In our earlier blog The “Patent Cliff” & Pricing Pressure, you heard about the challenges facing the pharmaceutical industry due to the patent cliff and the relentless pressure to reduce pharmaceutical costs. While putting pressure on big pharma, these two trends are driving the growth of the generics industry.
Generics manufacturers can produce and sell drugs at a fraction of the cost of big pharma. The principal reason for this is that generic manufacturers do not need to recover the enormous R&D investment that it takes to bring a therapy from conception through to mass production. As drugs come off patent, generics manufacturers can flood the market with a generic version of the same brand name drug at a fraction of the price (20% in some cases). This has resulted in some governments, in an attempt to reduce costs, incentivizing doctors and primary care organizations to prescribe generic alternatives to brand name drugs. This huge growth in generics is predicted to continue as more and more drug come off patent.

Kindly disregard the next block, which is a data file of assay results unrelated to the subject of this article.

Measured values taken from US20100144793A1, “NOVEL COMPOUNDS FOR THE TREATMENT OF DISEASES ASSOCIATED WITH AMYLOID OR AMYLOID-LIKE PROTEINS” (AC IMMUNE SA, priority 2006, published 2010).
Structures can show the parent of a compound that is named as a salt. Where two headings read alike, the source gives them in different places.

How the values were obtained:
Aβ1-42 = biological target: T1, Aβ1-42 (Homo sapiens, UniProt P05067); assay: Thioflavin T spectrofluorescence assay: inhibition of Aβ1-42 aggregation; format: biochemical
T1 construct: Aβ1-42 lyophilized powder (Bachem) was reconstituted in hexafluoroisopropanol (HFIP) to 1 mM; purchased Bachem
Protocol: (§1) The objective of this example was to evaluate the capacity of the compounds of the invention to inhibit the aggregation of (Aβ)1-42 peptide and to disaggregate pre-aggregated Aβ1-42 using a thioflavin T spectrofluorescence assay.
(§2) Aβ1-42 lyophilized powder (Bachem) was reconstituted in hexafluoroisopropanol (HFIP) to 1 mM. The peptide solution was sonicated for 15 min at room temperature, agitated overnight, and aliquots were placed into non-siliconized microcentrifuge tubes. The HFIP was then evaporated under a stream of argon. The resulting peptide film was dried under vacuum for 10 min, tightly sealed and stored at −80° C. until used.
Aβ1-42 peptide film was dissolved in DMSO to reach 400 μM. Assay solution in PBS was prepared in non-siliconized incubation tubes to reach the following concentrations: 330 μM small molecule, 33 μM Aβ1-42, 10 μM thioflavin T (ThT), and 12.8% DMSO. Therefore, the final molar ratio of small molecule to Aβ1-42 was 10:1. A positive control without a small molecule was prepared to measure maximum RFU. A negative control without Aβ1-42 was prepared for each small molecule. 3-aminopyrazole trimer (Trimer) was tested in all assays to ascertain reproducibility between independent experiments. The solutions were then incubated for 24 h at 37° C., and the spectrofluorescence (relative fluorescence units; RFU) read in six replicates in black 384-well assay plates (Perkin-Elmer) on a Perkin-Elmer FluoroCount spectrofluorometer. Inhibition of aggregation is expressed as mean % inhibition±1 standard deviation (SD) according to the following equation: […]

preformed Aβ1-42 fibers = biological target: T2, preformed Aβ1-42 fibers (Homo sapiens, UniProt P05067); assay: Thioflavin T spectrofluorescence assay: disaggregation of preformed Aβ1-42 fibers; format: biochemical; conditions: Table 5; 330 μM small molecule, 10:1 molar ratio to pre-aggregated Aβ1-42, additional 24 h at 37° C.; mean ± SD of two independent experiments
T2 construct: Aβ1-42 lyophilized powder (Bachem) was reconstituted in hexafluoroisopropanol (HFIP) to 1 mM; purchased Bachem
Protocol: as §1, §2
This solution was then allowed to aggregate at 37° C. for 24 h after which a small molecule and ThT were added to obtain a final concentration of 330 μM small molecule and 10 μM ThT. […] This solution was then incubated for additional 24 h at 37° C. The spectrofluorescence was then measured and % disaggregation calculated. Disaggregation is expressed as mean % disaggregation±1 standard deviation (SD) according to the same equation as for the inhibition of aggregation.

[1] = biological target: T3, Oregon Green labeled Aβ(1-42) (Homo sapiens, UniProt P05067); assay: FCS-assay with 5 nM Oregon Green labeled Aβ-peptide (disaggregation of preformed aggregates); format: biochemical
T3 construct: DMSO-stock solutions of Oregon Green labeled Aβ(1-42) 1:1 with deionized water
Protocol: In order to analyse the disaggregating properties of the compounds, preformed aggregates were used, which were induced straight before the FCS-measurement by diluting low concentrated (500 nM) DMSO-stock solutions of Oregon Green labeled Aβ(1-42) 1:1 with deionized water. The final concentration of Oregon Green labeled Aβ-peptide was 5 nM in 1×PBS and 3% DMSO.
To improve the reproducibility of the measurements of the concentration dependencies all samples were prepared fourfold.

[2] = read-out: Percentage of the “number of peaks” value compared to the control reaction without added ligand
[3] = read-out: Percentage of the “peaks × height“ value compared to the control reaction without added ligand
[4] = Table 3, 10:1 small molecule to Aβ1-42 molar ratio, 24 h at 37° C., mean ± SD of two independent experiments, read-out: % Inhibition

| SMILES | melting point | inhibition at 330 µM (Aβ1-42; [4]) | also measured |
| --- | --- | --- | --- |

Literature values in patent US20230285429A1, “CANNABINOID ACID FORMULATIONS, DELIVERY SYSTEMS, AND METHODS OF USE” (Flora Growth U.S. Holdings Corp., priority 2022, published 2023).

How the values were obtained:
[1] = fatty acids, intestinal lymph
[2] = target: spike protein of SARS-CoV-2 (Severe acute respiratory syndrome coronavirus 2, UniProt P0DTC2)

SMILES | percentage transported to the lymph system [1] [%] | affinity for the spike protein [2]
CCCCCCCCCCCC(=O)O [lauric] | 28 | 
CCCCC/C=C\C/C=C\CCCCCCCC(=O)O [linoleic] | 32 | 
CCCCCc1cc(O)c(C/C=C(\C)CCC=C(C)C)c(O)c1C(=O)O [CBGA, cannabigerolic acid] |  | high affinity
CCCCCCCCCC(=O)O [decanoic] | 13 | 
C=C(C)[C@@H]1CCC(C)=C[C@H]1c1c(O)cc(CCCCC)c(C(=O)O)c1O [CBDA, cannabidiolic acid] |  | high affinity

In 2011 the global generic market was an estimated $225B and is expected to almost double over the next six years. In the U.S. almost 80% of all prescriptions now are for generic drugs, saving U.S. consumers $193B annually according to health information firm IMS.
This is a dramatic shift from a regulatory perspective. Now, instead of regulating the limited number of brand name manufacturers, regulatory bodies must ensure the quality and safety of the growing number of generics manufacturers.